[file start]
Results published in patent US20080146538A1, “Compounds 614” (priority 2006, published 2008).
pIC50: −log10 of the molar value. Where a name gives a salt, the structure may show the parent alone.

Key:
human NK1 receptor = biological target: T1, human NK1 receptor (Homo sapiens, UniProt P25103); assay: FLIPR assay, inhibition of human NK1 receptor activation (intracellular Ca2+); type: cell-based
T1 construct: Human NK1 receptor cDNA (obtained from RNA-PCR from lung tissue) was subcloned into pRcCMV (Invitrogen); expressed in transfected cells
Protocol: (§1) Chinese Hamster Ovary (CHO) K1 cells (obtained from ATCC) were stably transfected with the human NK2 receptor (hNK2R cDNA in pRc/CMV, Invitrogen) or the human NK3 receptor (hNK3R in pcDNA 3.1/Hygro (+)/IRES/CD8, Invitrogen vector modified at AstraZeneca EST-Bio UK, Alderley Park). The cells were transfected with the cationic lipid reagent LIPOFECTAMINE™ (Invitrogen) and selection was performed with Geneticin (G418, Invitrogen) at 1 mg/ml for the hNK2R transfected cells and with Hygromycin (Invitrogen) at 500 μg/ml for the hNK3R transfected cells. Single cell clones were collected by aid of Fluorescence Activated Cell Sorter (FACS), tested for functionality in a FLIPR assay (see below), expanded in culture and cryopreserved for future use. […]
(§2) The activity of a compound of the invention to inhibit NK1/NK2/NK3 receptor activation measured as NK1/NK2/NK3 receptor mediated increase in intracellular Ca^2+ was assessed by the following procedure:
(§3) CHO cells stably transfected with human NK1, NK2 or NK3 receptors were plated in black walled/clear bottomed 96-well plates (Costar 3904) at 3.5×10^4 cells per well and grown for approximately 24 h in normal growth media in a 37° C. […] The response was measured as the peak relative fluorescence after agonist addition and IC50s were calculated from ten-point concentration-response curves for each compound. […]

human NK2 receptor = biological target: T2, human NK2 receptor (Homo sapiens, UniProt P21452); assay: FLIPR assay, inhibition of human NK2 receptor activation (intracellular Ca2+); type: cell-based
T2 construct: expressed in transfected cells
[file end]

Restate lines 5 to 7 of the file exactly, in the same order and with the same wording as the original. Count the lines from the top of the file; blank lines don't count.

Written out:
T1 construct: Human NK1 receptor cDNA (obtained from RNA-PCR from lung tissue) was subcloned into pRcCMV (Invitrogen); expressed in transfected cells
Protocol: (§1) Chinese Hamster Ovary (CHO) K1 cells (obtained from ATCC) were stably transfected with the human NK2 receptor (hNK2R cDNA in pRc/CMV, Invitrogen) or the human NK3 receptor (hNK3R in pcDNA 3.1/Hygro (+)/IRES/CD8, Invitrogen vector modified at AstraZeneca EST-Bio UK, Alderley Park). The cells were transfected with the cationic lipid reagent LIPOFECTAMINE™ (Invitrogen) and selection was performed with Geneticin (G418, Invitrogen) at 1 mg/ml for the hNK2R transfected cells and with Hygromycin (Invitrogen) at 500 μg/ml for the hNK3R transfected cells. Single cell clones were collected by aid of Fluorescence Activated Cell Sorter (FACS), tested for functionality in a FLIPR assay (see below), expanded in culture and cryopreserved for future use. […]
(§2) The activity of a compound of the invention to inhibit NK1/NK2/NK3 receptor activation measured as NK1/NK2/NK3 receptor mediated increase in intracellular Ca^2+ was assessed by the following procedure: